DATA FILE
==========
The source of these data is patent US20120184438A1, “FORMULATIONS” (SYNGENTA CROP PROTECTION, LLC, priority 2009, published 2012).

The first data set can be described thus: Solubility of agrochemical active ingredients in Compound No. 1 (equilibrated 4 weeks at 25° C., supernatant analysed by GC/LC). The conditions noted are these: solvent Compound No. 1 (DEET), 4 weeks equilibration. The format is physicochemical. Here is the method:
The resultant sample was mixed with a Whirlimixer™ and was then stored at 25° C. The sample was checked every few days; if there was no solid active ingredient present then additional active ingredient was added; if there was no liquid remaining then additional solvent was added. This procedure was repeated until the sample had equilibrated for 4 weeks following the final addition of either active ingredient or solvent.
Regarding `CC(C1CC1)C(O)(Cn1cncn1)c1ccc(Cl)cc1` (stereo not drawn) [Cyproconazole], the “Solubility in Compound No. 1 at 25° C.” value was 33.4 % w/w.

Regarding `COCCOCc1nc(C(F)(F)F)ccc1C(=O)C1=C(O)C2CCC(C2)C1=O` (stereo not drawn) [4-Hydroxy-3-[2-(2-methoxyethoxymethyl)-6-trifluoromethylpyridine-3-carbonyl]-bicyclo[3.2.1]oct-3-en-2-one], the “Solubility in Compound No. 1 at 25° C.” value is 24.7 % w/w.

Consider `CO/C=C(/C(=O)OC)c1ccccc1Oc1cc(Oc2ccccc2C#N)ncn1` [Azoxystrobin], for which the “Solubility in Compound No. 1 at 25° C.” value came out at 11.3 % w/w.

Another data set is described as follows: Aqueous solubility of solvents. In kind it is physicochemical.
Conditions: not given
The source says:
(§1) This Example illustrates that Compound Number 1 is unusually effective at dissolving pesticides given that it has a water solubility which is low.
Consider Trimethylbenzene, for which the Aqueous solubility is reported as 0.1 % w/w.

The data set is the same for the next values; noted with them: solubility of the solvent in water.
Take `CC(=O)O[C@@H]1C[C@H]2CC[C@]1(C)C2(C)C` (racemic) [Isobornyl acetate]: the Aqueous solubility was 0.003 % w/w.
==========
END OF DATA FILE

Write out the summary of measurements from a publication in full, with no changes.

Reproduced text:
The source of these data is patent US20120184438A1, “FORMULATIONS” (SYNGENTA CROP PROTECTION, LLC, priority 2009, published 2012).

The first data set can be described thus: Solubility of agrochemical active ingredients in Compound No. 1 (equilibrated 4 weeks at 25° C., supernatant analysed by GC/LC). The conditions noted are these: solvent Compound No. 1 (DEET), 4 weeks equilibration. The format is physicochemical. Here is the method:
The resultant sample was mixed with a Whirlimixer™ and was then stored at 25° C. The sample was checked every few days; if there was no solid active ingredient present then additional active ingredient was added; if there was no liquid remaining then additional solvent was added. This procedure was repeated until the sample had equilibrated for 4 weeks following the final addition of either active ingredient or solvent.
Regarding `CC(C1CC1)C(O)(Cn1cncn1)c1ccc(Cl)cc1` (stereo not drawn) [Cyproconazole], the “Solubility in Compound No. 1 at 25° C.” value was 33.4 % w/w.

Regarding `COCCOCc1nc(C(F)(F)F)ccc1C(=O)C1=C(O)C2CCC(C2)C1=O` (stereo not drawn) [4-Hydroxy-3-[2-(2-methoxyethoxymethyl)-6-trifluoromethylpyridine-3-carbonyl]-bicyclo[3.2.1]oct-3-en-2-one], the “Solubility in Compound No. 1 at 25° C.” value is 24.7 % w/w.

Consider `CO/C=C(/C(=O)OC)c1ccccc1Oc1cc(Oc2ccccc2C#N)ncn1` [Azoxystrobin], for which the “Solubility in Compound No. 1 at 25° C.” value came out at 11.3 % w/w.

Another data set is described as follows: Aqueous solubility of solvents. In kind it is physicochemical.
Conditions: not given
The source says:
(§1) This Example illustrates that Compound Number 1 is unusually effective at dissolving pesticides given that it has a water solubility which is low.
Consider Trimethylbenzene, for which the Aqueous solubility is reported as 0.1 % w/w.

The data set is the same for the next values; noted with them: solubility of the solvent in water.
Take `CC(=O)O[C@@H]1C[C@H]2CC[C@]1(C)C2(C)C` (racemic) [Isobornyl acetate]: the Aqueous solubility was 0.003 % w/w.